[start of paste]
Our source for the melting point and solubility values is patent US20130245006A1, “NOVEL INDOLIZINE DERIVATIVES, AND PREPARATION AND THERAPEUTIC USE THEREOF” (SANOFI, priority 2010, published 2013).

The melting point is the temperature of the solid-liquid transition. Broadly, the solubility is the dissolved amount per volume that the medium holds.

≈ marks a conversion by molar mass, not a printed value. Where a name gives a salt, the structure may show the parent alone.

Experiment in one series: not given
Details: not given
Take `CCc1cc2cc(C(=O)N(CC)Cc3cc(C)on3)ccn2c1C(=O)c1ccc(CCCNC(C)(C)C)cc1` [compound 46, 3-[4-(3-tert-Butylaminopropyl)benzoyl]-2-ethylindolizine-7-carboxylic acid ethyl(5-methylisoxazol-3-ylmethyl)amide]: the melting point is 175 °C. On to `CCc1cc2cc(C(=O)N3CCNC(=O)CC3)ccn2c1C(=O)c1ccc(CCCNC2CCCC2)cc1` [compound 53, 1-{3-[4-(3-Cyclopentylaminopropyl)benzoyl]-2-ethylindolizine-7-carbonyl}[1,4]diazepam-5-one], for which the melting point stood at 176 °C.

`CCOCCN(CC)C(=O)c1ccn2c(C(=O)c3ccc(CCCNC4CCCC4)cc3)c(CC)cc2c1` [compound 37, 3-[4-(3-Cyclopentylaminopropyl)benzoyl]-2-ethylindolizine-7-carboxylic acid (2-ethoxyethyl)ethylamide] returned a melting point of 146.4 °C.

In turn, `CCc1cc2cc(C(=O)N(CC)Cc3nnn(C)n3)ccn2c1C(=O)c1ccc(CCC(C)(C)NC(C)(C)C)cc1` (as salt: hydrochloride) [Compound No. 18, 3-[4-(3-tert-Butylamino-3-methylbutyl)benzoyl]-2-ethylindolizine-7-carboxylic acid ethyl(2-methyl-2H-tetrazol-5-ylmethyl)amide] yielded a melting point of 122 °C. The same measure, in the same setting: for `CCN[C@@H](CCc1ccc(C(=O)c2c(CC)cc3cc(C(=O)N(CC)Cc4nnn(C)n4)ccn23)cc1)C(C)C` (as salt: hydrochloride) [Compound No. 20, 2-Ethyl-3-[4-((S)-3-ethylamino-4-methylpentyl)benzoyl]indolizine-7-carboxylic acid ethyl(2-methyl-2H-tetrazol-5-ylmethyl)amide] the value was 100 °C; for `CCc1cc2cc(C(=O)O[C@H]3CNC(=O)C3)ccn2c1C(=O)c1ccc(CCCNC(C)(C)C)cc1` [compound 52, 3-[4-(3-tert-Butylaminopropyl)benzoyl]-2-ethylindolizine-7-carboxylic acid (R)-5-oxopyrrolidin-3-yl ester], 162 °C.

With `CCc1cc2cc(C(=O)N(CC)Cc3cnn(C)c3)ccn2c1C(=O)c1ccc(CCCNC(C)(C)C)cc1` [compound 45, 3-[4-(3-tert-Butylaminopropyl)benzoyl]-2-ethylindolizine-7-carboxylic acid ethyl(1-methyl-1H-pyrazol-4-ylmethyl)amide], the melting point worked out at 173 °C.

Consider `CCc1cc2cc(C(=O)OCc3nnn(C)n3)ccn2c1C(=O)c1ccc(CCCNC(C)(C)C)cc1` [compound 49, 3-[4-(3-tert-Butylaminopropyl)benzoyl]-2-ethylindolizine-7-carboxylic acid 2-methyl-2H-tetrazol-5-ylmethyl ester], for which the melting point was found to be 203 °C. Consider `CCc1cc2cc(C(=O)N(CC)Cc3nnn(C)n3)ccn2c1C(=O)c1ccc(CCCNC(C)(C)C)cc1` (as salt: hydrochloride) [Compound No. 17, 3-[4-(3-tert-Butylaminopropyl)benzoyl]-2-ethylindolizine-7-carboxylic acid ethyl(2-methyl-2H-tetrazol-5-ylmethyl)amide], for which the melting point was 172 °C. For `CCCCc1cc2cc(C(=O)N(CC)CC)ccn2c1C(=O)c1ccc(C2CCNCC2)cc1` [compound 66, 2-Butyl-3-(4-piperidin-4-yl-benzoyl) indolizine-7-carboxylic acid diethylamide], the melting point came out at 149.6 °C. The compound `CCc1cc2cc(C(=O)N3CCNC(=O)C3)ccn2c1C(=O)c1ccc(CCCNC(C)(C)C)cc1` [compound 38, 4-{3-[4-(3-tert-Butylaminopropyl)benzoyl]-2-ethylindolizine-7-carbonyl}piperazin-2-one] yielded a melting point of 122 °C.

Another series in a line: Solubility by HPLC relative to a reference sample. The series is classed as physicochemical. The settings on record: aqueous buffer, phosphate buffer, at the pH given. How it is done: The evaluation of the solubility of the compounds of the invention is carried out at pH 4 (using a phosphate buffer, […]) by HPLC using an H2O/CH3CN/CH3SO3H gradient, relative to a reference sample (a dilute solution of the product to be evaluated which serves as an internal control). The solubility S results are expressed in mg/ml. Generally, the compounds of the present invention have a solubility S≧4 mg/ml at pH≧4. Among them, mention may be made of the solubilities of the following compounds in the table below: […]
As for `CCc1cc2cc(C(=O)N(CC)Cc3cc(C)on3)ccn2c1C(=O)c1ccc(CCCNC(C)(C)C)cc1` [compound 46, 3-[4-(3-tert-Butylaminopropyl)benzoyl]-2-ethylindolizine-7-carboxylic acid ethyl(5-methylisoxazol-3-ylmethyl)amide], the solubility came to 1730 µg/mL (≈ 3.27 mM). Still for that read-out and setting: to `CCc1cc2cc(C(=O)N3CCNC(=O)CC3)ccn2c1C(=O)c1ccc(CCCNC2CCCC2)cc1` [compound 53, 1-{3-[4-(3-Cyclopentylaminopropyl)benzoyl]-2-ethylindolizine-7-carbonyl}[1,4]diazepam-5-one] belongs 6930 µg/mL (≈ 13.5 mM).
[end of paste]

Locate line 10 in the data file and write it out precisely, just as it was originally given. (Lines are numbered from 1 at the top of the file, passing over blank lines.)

Consider `CCc1cc2cc(C(=O)OCc3nnn(C)n3)ccn2c1C(=O)c1ccc(CCCNC(C)(C)C)cc1` [compound 49, 3-[4-(3-tert-Butylaminopropyl)benzoyl]-2-ethylindolizine-7-carboxylic acid 2-methyl-2H-tetrazol-5-ylmethyl ester], for which the melting point was found to be 203 °C. Consider `CCc1cc2cc(C(=O)N(CC)Cc3nnn(C)n3)ccn2c1C(=O)c1ccc(CCCNC(C)(C)C)cc1` (as salt: hydrochloride) [Compound No. 17, 3-[4-(3-tert-Butylaminopropyl)benzoyl]-2-ethylindolizine-7-carboxylic acid ethyl(2-methyl-2H-tetrazol-5-ylmethyl)amide], for which the melting point was 172 °C. For `CCCCc1cc2cc(C(=O)N(CC)CC)ccn2c1C(=O)c1ccc(C2CCNCC2)cc1` [compound 66, 2-Butyl-3-(4-piperidin-4-yl-benzoyl) indolizine-7-carboxylic acid diethylamide], the melting point came out at 149.6 °C. The compound `CCc1cc2cc(C(=O)N3CCNC(=O)C3)ccn2c1C(=O)c1ccc(CCCNC(C)(C)C)cc1` [compound 38, 4-{3-[4-(3-tert-Butylaminopropyl)benzoyl]-2-ethylindolizine-7-carbonyl}piperazin-2-one] yielded a melting point of 122 °C.